When there are children involved, second marriages become even less likely; many people do not wish to assume responsibility for someone else's children. Their concern is not unfounded, as an almost infinite number of issues regarding the children's future will need to be determined. Visitation rights and schedules, diet, discipline, education, religious holidays and vacations, medical issues, expenses, weddings, and possibly even grandchildren all require discussion; contact and negotiation with your child's other parent may continue for the rest of your life!

Even when a second spouse is found, the divorce rate for second marriages is an astounding sixty percent. The difficulty of managing a "blended family," with its myriad complex interactions with children from a previous marriage, undoubtedly accounts for much of this statistic. Of the forty percent who remain in their second marriages, only twenty percent report marital satisfaction. Men and women in second marriages commonly lament the fact that they delayed addressing their own recurring issues until they had remarried. More painfully, when they honestly look back, they wonder whether they might not have saved their first marriages, had they devoted the same amount of effort they are now expending to make their second marriages work.

Encouragingly, a recent study of 5232 couples who considered divorce but decided to stay married (because of children, finances, or other considerations) said five years later that they were glad they had not divorced. Crises and stressful issues, such as depression or financial troubles, had eased or been resolved with the passage of time, and their marriages had improved.

Where Do We Go From Here?

When husband and wife become mired in negative patterns, not knowing how to forgive and to devise a new scenario, their energy is consumed in perpetuating the status quo while nursing their resentment of their partner's shortcomings. They must relearn the skills necessary to establish a healthy environment and to restore good will, and a spirit of loving acceptance.

Dr. George Pransky, Ph.D, suggests an analogy to illustrate how couples resolve conflict. Imagine a couple spending a romantic evening in front of a fireplace in their old home when, suddenly, they become aware of a chilling draft. They may elect either to search for the cracks allowing cold air to penetrate and then install weatherproofing, or to throw another log on the fire, thereby producing more warmth.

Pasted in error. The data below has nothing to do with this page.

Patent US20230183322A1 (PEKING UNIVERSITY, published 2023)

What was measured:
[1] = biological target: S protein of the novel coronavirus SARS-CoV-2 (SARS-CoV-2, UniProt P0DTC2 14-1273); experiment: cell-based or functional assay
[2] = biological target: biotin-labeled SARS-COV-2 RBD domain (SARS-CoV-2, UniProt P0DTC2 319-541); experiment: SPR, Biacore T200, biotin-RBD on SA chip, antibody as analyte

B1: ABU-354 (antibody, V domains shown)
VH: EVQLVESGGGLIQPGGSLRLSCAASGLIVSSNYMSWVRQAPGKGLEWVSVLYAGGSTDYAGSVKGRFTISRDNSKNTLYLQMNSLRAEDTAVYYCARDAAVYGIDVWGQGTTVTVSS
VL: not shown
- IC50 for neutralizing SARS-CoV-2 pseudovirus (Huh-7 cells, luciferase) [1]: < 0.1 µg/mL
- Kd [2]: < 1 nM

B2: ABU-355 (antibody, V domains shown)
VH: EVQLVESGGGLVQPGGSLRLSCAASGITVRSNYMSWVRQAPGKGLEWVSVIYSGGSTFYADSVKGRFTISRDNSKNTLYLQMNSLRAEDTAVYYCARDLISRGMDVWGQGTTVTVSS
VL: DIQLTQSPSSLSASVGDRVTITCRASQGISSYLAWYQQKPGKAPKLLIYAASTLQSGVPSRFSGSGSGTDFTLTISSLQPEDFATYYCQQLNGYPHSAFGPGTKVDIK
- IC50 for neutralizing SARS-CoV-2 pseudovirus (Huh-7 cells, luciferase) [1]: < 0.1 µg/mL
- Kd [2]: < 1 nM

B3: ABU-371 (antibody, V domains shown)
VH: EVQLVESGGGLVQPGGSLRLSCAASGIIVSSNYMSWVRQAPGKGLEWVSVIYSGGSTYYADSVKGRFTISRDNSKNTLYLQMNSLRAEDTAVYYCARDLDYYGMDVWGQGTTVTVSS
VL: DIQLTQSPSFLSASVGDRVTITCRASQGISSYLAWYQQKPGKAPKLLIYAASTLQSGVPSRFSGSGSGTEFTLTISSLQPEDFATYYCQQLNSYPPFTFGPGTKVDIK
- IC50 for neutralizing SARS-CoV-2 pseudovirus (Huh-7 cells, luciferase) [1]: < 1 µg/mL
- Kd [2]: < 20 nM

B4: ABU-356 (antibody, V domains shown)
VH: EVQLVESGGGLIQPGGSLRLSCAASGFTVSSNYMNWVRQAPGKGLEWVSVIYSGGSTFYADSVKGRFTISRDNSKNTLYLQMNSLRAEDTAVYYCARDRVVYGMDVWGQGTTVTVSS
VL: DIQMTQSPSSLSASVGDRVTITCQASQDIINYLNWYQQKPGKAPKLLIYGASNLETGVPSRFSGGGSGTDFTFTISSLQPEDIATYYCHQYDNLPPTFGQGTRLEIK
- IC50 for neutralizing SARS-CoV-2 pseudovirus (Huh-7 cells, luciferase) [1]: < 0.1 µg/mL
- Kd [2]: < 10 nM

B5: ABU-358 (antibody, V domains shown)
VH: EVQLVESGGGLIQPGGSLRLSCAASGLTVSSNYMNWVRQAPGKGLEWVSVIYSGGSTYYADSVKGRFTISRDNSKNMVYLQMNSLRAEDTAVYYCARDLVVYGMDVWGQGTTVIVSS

I have found that people considering divorce invest most of their emotional and intellectual resources in "weatherproofing" their marriage or wondering how to do so. Yet, just as weatherproofing will lessen a draft but will not generate warmth, a critical approach to problems may halt unwanted behaviour but will not engender intimacy.

Focusing intently upon their concerns and disappointments, spouses forget to enjoy their marriage and to invest emotionally in this crucial relationship. When one partner is dissatisfied with the marriage, an entirely new strategy is necessary. Spouses must resolve to renounce old anger and presumptions, to stop thinking "If he (or she) would only do what I want." They must assume responsibility for becoming proactive, rather than passive or merely reactionary, in envisioning and realising a productive marriage

Learn how to listen attentively to your spouse's needs and views without superimposing your own "agenda," and to respond appropriately. I have seen many presumably unsalvageable marriages transformed when partners began to feel that their needs were being recognised. This sense of "validation" replaces resentment with respect, understanding, love and hope. When pathology and blame are exchanged for a desire for health and growth, relationships mature and the bond between the spouses strengthens and deepens. Marriage should, and can, be fulfilling and holy.

While I recognize that the sobering divorce statistics cannot found a good marriage, my prayer is that the above information will reach those couples that have given up trying to improve their marital relationships. Adopting a new approach, even to problems that seem intractable, will enable them to embark upon the rewarding process of re-inventing their sacred bonds.